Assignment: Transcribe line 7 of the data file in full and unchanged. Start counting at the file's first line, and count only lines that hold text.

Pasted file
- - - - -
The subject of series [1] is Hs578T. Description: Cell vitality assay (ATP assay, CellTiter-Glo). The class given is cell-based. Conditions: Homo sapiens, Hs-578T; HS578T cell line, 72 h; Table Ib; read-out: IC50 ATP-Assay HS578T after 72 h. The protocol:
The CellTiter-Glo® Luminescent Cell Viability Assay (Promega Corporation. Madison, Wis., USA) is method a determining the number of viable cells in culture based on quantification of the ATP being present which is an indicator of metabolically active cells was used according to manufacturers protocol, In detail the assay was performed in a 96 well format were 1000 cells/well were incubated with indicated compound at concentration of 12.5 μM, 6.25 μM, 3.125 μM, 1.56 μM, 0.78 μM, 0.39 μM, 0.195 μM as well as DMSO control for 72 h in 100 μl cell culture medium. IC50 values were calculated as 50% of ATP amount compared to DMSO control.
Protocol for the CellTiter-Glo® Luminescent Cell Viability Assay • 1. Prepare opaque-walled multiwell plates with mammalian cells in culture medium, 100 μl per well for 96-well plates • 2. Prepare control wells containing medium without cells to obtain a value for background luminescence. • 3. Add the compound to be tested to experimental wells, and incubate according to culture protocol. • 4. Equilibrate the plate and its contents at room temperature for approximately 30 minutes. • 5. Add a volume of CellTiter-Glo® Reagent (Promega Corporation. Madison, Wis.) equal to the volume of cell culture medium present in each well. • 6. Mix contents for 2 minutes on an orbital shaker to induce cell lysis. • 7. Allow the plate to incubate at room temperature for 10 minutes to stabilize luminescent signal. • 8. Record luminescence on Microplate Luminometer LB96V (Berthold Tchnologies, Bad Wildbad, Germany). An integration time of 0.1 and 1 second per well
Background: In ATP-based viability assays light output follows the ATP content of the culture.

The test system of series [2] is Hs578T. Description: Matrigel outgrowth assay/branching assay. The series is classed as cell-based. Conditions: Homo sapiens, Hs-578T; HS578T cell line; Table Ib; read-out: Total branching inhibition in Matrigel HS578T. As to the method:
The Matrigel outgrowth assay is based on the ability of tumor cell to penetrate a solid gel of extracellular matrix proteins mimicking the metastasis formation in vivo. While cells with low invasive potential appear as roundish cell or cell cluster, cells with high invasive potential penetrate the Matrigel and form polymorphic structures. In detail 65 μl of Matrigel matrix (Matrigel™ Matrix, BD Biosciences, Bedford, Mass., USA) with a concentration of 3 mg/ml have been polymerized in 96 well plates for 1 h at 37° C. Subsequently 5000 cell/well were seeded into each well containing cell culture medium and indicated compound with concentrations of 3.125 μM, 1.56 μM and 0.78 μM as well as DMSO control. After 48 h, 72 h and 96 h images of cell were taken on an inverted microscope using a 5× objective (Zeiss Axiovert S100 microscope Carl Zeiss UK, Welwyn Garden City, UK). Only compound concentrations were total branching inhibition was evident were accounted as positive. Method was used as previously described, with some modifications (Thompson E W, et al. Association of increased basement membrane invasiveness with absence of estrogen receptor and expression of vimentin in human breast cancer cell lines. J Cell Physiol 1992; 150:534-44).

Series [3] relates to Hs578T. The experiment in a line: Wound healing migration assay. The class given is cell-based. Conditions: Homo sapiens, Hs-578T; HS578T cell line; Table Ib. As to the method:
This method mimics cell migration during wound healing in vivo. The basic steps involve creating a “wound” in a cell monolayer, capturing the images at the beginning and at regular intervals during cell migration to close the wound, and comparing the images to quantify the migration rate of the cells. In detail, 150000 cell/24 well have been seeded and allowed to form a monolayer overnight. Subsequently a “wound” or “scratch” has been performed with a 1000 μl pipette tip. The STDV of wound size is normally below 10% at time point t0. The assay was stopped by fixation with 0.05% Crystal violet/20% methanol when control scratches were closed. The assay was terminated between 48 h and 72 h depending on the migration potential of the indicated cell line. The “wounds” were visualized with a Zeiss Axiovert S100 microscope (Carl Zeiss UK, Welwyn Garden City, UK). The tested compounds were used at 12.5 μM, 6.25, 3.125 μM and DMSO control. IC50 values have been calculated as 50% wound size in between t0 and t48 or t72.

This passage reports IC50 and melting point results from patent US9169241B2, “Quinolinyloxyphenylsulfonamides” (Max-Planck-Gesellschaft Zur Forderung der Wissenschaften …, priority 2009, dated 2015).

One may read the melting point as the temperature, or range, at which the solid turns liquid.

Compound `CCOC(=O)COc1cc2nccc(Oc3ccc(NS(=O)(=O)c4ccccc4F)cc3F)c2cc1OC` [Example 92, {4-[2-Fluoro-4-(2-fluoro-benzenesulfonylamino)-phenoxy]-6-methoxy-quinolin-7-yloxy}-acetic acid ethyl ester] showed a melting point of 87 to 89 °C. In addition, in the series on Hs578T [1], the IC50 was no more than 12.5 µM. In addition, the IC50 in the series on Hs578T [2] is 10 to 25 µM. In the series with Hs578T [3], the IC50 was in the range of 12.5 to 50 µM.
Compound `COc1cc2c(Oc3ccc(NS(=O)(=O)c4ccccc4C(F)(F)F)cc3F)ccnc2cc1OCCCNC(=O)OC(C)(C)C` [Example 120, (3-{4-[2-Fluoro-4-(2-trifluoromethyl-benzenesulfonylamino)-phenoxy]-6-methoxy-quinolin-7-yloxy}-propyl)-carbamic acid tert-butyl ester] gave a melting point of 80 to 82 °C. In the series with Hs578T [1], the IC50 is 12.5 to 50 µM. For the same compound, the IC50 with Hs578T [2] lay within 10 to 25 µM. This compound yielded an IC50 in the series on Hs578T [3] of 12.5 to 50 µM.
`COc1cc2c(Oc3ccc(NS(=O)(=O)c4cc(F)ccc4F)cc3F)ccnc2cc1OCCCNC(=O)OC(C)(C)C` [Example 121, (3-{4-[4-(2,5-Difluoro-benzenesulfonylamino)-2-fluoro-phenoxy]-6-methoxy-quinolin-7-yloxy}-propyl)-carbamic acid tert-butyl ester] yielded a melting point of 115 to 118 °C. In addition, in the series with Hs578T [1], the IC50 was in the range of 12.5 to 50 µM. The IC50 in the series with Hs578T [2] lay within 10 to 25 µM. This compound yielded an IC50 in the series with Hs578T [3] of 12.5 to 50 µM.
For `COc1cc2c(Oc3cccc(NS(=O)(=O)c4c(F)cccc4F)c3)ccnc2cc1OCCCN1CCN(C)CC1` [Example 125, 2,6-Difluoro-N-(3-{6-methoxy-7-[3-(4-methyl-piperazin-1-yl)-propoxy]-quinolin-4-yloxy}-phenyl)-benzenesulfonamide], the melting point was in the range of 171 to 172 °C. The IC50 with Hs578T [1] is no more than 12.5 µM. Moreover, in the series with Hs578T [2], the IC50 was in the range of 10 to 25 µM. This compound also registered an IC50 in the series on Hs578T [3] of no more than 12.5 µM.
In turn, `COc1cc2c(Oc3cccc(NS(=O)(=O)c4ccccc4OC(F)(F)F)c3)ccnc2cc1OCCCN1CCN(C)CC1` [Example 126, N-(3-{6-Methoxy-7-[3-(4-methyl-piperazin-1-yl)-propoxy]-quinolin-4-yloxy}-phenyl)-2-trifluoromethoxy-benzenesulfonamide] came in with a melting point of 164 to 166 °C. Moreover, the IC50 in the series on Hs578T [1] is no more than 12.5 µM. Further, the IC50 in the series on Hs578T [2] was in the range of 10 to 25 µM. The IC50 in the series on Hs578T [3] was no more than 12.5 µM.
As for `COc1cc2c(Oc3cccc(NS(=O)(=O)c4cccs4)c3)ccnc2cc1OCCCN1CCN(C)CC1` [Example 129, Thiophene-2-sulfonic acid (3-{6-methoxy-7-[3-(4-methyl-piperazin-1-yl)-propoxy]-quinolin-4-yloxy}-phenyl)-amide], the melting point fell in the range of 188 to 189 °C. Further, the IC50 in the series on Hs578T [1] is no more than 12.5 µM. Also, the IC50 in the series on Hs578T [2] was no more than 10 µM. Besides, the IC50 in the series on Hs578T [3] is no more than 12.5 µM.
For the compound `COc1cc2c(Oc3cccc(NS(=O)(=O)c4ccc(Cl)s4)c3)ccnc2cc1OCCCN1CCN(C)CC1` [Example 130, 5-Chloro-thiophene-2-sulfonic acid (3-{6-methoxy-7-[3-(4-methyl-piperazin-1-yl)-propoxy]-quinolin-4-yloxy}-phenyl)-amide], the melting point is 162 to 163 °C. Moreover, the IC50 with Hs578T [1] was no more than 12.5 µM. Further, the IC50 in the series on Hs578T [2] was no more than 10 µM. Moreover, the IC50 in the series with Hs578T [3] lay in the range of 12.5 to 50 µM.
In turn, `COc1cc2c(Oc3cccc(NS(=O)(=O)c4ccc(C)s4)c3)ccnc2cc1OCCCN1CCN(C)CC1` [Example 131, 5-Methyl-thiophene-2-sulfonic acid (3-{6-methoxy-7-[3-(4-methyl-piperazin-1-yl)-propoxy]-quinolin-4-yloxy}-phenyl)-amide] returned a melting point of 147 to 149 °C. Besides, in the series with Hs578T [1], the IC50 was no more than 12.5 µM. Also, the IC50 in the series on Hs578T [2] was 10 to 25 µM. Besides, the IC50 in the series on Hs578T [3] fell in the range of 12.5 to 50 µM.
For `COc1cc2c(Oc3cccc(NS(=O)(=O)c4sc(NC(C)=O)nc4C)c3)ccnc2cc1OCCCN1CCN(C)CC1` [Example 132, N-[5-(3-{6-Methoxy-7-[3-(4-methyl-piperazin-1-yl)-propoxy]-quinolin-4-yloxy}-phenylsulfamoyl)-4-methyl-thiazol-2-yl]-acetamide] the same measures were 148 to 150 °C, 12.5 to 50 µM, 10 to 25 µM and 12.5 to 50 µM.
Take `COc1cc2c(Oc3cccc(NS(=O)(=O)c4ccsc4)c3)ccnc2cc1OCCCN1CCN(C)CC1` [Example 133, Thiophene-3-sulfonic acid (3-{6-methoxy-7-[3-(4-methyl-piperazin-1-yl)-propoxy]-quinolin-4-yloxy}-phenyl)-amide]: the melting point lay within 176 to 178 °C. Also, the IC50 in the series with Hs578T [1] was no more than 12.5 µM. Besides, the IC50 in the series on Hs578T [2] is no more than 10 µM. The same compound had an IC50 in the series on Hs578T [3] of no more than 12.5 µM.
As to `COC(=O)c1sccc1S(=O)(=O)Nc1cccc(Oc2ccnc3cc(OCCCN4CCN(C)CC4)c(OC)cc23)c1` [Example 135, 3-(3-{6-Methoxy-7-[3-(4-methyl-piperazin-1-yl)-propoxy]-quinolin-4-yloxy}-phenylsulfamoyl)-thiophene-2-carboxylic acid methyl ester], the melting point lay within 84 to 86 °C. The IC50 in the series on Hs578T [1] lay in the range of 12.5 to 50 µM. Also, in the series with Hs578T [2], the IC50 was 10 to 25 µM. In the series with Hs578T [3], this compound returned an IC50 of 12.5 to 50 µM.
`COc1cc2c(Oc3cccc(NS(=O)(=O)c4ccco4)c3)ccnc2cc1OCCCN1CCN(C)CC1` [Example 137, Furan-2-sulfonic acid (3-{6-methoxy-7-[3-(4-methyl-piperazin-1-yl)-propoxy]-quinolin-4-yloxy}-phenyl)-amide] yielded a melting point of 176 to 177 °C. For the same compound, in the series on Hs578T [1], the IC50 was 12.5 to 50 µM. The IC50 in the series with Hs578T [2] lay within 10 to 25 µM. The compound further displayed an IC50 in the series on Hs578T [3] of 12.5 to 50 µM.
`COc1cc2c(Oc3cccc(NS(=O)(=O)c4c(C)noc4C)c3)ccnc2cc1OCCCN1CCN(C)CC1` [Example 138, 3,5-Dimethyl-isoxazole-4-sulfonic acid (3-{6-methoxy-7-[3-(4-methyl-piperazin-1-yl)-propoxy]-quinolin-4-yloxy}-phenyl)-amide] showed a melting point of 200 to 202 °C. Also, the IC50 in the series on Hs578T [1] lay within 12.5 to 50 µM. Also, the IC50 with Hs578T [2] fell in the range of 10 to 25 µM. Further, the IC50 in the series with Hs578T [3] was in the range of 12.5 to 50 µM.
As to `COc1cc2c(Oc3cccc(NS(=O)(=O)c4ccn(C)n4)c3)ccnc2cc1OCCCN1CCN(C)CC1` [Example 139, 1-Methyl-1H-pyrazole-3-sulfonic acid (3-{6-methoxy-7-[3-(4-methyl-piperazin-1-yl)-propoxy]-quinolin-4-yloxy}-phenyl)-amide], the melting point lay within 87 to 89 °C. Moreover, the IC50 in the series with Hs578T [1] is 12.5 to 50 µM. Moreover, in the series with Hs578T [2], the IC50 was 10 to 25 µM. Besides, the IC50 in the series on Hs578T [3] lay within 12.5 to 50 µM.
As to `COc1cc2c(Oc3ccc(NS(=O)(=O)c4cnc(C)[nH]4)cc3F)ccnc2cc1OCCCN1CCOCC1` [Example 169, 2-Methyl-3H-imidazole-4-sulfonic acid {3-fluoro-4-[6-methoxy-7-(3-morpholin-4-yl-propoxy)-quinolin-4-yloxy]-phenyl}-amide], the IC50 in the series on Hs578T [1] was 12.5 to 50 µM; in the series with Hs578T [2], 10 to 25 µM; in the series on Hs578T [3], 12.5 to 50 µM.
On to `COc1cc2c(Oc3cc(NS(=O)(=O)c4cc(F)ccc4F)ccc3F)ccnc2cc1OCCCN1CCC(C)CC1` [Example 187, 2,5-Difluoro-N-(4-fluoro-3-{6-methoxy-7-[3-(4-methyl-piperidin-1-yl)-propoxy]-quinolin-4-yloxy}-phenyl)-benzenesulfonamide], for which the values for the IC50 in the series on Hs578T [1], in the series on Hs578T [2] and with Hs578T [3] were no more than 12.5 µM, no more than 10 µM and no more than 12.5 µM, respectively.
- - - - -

Series [3] relates to Hs578T. The experiment in a line: Wound healing migration assay. The class given is cell-based. Conditions: Homo sapiens, Hs-578T; HS578T cell line; Table Ib. As to the method: